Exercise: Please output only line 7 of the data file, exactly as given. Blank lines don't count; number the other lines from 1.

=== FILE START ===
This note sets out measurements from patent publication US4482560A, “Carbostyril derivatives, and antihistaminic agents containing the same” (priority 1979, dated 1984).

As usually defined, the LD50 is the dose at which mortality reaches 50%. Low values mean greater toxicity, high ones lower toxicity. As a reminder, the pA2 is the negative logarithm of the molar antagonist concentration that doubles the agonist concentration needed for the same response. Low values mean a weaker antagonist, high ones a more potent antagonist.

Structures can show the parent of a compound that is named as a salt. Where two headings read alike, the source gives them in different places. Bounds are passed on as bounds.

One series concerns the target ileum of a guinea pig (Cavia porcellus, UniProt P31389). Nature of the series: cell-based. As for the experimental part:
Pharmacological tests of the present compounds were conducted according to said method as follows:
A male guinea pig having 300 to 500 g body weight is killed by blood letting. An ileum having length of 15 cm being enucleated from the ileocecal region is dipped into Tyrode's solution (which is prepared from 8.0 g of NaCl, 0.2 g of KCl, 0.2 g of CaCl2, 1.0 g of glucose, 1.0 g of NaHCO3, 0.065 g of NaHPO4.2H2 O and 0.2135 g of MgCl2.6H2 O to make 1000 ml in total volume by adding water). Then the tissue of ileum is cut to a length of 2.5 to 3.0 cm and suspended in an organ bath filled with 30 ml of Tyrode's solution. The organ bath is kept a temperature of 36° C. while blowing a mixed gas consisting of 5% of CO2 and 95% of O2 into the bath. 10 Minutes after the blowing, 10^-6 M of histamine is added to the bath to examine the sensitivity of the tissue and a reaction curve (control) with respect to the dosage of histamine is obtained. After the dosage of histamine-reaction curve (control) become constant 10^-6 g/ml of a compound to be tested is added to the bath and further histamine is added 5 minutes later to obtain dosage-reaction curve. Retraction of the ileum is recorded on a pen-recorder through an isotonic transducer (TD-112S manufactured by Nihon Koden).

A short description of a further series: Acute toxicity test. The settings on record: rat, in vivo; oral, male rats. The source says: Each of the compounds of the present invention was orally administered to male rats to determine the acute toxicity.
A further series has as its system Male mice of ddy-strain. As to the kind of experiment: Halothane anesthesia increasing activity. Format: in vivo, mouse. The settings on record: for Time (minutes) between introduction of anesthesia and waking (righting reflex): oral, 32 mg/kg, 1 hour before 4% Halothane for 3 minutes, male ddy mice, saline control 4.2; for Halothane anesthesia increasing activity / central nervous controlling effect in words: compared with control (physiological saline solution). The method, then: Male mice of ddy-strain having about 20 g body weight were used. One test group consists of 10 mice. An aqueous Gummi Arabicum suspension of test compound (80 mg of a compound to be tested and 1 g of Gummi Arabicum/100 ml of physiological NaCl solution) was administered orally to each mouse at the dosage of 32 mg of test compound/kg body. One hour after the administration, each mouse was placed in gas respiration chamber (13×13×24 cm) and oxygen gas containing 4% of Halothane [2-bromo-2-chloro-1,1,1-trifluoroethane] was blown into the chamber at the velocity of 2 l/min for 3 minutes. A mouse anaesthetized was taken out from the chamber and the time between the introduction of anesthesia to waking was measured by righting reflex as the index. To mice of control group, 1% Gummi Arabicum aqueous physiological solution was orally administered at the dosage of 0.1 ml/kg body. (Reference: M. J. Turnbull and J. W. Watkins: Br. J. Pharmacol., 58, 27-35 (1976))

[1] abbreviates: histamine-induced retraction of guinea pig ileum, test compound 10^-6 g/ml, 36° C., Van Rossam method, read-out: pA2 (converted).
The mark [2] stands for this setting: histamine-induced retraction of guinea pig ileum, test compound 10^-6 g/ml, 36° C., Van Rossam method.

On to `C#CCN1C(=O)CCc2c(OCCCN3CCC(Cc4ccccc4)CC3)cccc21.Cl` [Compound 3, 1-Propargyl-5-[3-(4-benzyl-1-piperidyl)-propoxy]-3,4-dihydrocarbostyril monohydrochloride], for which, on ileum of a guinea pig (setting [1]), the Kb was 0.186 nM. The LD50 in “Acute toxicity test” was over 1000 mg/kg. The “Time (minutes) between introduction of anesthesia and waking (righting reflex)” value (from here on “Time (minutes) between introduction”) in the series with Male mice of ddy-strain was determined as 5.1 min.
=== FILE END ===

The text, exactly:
A short description of a further series: Acute toxicity test. The settings on record: rat, in vivo; oral, male rats. The source says: Each of the compounds of the present invention was orally administered to male rats to determine the acute toxicity.